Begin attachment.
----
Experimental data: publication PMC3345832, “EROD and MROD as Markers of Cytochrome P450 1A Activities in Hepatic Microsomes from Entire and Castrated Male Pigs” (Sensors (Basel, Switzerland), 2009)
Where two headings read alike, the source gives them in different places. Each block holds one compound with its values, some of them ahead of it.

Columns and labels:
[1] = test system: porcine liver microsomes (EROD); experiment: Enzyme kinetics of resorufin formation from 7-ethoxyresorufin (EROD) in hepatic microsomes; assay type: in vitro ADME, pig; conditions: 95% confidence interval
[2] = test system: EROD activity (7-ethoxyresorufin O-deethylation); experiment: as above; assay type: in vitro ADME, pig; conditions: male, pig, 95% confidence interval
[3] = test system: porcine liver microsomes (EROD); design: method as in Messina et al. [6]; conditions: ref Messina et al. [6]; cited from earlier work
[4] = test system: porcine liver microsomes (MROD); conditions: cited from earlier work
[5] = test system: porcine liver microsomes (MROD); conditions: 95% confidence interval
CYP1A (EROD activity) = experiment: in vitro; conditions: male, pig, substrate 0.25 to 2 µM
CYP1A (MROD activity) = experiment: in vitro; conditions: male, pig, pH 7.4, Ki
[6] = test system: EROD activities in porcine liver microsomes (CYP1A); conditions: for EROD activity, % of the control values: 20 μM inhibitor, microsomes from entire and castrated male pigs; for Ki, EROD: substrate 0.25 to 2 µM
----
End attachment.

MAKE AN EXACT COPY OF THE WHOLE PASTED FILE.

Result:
Experimental data: publication PMC3345832, “EROD and MROD as Markers of Cytochrome P450 1A Activities in Hepatic Microsomes from Entire and Castrated Male Pigs” (Sensors (Basel, Switzerland), 2009)
Where two headings read alike, the source gives them in different places. Each block holds one compound with its values, some of them ahead of it.

Columns and labels:
[1] = test system: porcine liver microsomes (EROD); experiment: Enzyme kinetics of resorufin formation from 7-ethoxyresorufin (EROD) in hepatic microsomes; assay type: in vitro ADME, pig; conditions: 95% confidence interval
[2] = test system: EROD activity (7-ethoxyresorufin O-deethylation); experiment: as above; assay type: in vitro ADME, pig; conditions: male, pig, 95% confidence interval
[3] = test system: porcine liver microsomes (EROD); design: method as in Messina et al. [6]; conditions: ref Messina et al. [6]; cited from earlier work
[4] = test system: porcine liver microsomes (MROD); conditions: cited from earlier work
[5] = test system: porcine liver microsomes (MROD); conditions: 95% confidence interval
CYP1A (EROD activity) = experiment: in vitro; conditions: male, pig, substrate 0.25 to 2 µM
CYP1A (MROD activity) = experiment: in vitro; conditions: male, pig, pH 7.4, Ki
[6] = test system: EROD activities in porcine liver microsomes (CYP1A); conditions: for EROD activity, % of the control values: 20 μM inhibitor, microsomes from entire and castrated male pigs; for Ki, EROD: substrate 0.25 to 2 µM